Food riots: the new case for democracy promotion

by | Apr 9, 2008


I normally leave  scarcity issues to the other, better-informed contributors to this blog, but this week’s food riots in Haiti have brought UN peacekeepers face-to-face with the effects of rising prices, so I can’t keep my head that deep in the sand.  UN officials can talk about little except food prices at the moment.  John Holmes, the UN humanitarian chief and increasingly cited as one of the Secretariat’s stars, set out the problem today:

Combined with the negative impact of climate change and soaring fuel prices, a “perfect storm” is brewing for much of the world’s population, said Holmes. “The security implications (of the food crisis) should also not be underestimated as food riots are already being reported across the globe.”

His comments came after two days of rioting in Egypt, where the prices for many staples has doubled in the past year. And violent food protests were continuing for a second day in the capital of Haiti. “Current food price trends are likely to increase sharply both the incidence and depth of food insecurity,” Holmes said, noting a 40-per-cent average rise in prices worldwide since the middle of last year.

What to do?  Well, not unreasonably, the UN is continuing to push for more food aid to the worst off:

John Powell, the deputy executive director of The United Nation’s World Food Program, emphasized the need for developed countries to help governments in the developing world. Developing countries experiencing unrest over high food prices need help in developing “social safety net programs,” he said.

“Riots today mean you need a solution tomorrow,” Powell said. Governments with no “policy space” and under pressure from organized discontent in urban centres “is not likely to be the best decision” in trying to solve the problem, he said.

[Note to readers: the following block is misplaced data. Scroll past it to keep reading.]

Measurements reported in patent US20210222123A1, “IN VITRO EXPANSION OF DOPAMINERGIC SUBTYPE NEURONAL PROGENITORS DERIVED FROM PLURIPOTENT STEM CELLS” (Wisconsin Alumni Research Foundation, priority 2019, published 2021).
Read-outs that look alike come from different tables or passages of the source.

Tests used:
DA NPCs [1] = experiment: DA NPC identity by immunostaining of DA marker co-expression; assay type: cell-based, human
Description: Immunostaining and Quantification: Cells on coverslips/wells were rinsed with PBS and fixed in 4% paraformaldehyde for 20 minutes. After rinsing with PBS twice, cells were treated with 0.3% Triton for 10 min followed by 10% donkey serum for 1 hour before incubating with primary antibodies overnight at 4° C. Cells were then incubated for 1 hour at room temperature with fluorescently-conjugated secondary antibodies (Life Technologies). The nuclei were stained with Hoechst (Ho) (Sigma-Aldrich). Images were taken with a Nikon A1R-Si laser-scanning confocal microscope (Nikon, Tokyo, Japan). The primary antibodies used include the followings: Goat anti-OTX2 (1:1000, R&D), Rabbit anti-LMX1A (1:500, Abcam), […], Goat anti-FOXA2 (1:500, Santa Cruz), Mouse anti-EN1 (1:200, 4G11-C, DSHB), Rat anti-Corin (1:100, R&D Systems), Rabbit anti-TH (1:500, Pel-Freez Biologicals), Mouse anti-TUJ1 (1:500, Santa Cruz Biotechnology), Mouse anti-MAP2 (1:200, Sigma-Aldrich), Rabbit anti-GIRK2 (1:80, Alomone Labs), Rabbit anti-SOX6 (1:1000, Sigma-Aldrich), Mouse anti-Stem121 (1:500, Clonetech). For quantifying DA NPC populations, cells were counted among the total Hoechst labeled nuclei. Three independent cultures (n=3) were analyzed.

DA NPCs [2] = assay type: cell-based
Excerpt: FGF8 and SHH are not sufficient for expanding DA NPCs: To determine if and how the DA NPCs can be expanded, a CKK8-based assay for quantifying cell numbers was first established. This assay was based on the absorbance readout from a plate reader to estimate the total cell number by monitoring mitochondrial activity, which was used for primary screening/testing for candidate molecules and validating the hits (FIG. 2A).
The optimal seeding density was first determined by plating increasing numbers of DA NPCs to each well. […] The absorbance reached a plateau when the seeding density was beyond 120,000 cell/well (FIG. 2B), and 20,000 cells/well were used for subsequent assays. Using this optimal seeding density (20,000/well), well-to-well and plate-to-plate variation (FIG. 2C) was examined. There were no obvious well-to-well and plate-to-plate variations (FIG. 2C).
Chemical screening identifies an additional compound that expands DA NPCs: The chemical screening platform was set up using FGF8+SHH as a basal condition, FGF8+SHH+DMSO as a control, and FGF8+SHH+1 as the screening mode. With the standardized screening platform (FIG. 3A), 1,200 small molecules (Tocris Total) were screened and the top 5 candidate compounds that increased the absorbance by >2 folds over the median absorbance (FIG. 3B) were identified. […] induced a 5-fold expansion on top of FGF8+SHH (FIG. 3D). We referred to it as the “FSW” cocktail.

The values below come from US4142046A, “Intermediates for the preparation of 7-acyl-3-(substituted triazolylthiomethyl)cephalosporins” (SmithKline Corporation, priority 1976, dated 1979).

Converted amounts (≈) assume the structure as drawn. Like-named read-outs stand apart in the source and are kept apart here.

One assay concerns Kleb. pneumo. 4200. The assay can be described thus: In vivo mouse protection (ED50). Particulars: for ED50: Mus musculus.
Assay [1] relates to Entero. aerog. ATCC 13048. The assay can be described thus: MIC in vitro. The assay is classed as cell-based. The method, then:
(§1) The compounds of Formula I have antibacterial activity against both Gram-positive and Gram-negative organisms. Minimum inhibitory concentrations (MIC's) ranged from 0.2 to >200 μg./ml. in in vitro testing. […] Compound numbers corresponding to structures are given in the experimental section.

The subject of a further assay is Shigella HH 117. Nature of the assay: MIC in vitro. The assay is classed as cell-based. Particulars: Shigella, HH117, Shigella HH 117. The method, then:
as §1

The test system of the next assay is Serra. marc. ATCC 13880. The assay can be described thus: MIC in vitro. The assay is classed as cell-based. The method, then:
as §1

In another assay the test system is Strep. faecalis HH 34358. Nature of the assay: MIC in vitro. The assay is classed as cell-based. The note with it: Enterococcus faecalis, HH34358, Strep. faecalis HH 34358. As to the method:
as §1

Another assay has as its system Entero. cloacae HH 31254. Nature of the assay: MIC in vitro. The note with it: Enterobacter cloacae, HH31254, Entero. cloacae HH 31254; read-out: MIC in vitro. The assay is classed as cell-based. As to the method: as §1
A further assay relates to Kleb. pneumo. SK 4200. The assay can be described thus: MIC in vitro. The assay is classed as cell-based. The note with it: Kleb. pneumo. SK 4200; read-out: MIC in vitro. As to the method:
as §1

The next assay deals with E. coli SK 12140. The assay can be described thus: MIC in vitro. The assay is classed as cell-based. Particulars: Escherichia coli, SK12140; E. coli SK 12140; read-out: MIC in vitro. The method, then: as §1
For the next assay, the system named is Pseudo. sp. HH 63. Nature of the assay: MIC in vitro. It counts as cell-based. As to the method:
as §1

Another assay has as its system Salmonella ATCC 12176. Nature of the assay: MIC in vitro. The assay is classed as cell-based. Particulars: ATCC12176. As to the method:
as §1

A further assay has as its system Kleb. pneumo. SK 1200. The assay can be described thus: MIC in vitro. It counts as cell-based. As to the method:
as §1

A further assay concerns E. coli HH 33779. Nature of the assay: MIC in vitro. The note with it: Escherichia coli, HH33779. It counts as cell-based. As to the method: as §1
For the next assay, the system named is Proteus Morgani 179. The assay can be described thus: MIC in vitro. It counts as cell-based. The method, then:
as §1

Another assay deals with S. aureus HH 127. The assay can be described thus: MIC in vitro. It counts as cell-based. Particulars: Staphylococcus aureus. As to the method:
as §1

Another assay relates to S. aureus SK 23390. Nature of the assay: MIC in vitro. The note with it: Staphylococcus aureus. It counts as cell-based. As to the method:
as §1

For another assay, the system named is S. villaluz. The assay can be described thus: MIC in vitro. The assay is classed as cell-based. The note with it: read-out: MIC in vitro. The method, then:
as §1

So, governments facing serious rioting make bad decisions.  Hm.  Sometimes, the real problem is that bad governments face riots.  That isn’t about “policy space”, but about the fact that autocratic or incapable regimes tend to reinforce or manipulate food shortages to their own advantage.  The popular response: rioting. 

Throwing food at the problem might be a “solution tomorrow”, if there was food to be thrown.  But it seems there isn’t – and the essential response to food riots is creating more accountable (dare one say “democratic”?) governments that are politically motivated to respond to inequalities (rather than simply offer a “safety net”, although that may have to do for now).  My colleagues who think about such things will find this blindingly obvious, but there’s a risk that the current crisis will obscure the underlying political dimensions of the inequalities involved… 

PS: whatever the precise linkage between scarcity and urban violence, nobody should attempt to intervenc before reading Planet of Slums by Mike Davis.  It should be the book of the moment, and even makes UN statistic compelling.  If you don’t have time to read that, there’s an article-length version of the case online.

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